What is a backstrap loom?

Posted by Efi Guzman on

We have a few products at con intención that are made using a backstrap loom. Our partner artisans Rosario, Maricela, and Maria del Rosario from Cuanajo, Michoacán, México make their pouches using this prehispanic technique. I find it important to share with you the process so you can have a better understanding of the talent and dedication it takes to create each product. 

Let’s dive in!

In México, the most traditional weaving is done using the backstrap loom. Many textiles can be created using this technique like clothing, rebozos, bags, pouches, etc...



The backstrap loom is believed to have originated in México during prehispanic times. However, this method has been used in many cultures across the Americas. A backstrap loom is a tool that consists of a few rods, a belt, and thread. It’s lightweight and can easily be used anywhere. This technique requires a lot more time to make fabric. 



There are three components to this process: hilado, urido, and tejido. Hilando or spinning is a traditional method of preparing natural fibers to convert them into threads. Urido or wounding, is the process of wounding the thread on a warping board based on the design the artisan has chosen to follow. Tejido or weaving, is the process of weaving the thread.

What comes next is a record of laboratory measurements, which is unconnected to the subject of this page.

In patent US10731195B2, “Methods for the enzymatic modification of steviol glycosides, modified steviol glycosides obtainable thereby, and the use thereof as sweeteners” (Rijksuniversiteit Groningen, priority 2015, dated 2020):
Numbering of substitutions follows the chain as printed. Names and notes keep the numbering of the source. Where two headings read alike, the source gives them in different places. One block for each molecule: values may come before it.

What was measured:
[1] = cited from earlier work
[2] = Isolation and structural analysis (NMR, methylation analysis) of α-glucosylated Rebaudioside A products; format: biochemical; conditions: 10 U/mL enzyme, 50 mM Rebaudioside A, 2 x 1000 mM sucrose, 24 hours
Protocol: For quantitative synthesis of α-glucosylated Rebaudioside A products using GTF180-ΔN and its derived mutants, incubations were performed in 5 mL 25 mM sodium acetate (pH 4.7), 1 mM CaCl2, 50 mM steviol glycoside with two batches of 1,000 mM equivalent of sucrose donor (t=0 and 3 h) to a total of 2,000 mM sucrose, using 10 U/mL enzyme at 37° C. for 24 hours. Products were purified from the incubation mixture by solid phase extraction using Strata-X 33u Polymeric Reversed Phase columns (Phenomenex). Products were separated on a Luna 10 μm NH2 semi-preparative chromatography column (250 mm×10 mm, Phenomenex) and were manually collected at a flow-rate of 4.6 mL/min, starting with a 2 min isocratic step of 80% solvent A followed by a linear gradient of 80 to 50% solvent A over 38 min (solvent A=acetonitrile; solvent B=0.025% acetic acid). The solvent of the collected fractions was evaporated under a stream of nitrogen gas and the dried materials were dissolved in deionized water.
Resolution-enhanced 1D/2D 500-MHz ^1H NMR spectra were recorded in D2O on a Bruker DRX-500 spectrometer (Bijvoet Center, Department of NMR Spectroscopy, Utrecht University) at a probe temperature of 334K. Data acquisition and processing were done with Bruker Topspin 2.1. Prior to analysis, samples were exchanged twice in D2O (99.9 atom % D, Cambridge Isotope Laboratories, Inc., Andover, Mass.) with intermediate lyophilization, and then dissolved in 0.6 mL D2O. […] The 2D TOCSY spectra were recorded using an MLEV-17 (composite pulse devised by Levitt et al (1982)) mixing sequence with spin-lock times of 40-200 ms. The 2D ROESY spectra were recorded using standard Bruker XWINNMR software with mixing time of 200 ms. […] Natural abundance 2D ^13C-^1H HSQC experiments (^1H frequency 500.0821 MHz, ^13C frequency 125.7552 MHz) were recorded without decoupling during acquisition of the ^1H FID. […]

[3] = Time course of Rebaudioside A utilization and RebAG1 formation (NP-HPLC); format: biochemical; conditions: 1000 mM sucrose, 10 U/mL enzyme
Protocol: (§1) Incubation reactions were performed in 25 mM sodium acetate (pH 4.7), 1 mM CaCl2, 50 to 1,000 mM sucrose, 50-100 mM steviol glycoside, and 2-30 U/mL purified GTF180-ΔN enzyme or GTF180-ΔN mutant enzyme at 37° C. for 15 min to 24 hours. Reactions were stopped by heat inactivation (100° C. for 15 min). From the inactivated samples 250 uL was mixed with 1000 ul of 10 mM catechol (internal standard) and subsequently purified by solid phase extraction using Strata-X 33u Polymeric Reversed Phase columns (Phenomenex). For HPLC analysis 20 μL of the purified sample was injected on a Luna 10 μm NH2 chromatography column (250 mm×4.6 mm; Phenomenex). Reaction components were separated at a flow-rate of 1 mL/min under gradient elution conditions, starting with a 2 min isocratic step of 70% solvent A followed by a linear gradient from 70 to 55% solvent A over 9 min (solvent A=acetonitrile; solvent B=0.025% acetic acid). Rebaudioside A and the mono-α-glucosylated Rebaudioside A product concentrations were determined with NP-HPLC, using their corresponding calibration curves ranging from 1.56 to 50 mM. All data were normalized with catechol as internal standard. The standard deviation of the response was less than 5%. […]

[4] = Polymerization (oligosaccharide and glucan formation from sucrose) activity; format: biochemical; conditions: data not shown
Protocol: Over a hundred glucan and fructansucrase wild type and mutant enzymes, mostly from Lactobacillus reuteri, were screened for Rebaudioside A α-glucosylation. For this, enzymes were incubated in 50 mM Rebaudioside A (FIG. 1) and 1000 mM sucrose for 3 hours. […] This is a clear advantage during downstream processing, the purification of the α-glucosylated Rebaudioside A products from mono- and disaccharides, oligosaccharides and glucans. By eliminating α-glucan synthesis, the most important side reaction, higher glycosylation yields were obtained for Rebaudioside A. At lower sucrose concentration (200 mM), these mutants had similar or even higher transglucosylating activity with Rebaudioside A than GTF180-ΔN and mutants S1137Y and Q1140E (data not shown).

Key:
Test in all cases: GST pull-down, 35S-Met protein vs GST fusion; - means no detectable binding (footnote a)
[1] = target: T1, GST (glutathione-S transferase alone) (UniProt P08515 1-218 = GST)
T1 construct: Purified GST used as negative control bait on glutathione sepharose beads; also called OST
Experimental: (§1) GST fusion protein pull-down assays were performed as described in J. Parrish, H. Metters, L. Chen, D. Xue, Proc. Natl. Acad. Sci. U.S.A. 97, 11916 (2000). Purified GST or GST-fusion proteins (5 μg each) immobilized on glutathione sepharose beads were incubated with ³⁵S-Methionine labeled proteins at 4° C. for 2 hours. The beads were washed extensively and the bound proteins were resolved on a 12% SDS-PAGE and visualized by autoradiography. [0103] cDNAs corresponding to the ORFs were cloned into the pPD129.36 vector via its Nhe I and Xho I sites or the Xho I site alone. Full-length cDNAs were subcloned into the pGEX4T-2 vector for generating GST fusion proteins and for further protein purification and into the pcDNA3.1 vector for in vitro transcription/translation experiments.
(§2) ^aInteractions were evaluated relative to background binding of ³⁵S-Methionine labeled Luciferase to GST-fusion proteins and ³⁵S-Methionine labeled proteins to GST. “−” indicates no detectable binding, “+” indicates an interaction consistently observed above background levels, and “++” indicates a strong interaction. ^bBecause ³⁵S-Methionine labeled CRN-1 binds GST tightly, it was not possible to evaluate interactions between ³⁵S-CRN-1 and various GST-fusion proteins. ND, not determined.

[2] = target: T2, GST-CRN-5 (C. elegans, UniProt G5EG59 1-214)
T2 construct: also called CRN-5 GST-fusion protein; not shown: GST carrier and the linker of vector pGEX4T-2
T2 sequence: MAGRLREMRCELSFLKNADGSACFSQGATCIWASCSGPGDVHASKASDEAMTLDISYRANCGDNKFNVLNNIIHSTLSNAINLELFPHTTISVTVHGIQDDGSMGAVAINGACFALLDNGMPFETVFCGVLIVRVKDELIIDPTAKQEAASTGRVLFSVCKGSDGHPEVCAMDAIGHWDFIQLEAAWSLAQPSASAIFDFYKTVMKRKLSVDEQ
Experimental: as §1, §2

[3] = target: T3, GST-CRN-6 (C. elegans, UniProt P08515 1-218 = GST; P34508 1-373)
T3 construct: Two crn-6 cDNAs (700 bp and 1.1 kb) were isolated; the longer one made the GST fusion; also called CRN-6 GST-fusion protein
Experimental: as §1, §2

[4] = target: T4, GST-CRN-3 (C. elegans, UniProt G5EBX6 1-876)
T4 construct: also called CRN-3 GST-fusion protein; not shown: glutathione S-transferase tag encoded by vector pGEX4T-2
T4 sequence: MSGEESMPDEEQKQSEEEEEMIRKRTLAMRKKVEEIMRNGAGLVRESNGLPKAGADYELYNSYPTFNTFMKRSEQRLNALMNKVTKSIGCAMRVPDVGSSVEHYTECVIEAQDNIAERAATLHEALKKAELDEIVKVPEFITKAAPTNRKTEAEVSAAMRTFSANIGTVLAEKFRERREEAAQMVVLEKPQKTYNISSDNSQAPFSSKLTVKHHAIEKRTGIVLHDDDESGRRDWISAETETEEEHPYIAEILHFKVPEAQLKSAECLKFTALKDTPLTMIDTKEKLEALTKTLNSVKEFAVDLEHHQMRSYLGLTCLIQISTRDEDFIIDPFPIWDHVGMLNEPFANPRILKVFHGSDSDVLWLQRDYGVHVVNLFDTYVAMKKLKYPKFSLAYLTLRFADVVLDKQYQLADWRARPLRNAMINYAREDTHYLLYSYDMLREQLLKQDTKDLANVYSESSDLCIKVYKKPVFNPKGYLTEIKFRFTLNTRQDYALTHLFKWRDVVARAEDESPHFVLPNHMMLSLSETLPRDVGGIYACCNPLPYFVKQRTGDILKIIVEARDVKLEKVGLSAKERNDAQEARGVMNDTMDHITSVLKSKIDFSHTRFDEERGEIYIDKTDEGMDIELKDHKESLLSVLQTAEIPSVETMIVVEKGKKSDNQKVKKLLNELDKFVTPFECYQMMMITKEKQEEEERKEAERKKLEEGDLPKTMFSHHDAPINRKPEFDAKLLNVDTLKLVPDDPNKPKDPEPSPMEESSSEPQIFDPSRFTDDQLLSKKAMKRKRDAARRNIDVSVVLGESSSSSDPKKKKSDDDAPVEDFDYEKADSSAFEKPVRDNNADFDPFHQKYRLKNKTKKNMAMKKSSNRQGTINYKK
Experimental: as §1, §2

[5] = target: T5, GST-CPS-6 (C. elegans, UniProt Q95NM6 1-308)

The thread is added to the loom. One end of the loom is attached to something sturdy, like a pole or tree and the other end has a belt that is wrapped around the artisan’s waist. The artisan uses their body by maneuvering back and forth to guide the thread to fit their design. It can take a toll on the body from constantly maneuvering back and forth and sitting in the same spot for hours on end. It is also meticulous. The artisan has to be very detail-oriented during the urido process in order to produce the desired design.

Another commonly used weaving technique is done using the foot pedal loom. It was introduced during the Spanish invasion. It is less labor intensive due to the rapidity of the weaving process. It still takes a toll on the body because the artisan needs to use a lot of energy to operate the loom, but the output is much quicker.  

Many more intricate steps are involved, but this is an overview of how the looms work. This technique is labor-intensive and allows for the creation of high-quality fabrics. Unfortunately, due to fast fashion and advanced machinery, many of these textiles are no longer as valued as before. It may take them a few minutes to create a textile, unlike a loom, which can take hours. 

Our artisan partners, Rosario, Maricela, and Maria del Rosario are masters of the backstrap loom. They started at a young age, by observing their grandmother. They started practicing until they became fluent. They create many textiles that are used for a variety of products, such as the pouches available at con intención.

When purchasing a product from con intención, you help keep these traditions alive. We value the artistry behind every product and strive to develop stable working conditions for the artisans that endure long labor-intensive hours. 

To support, please take a look at their collection by clicking here



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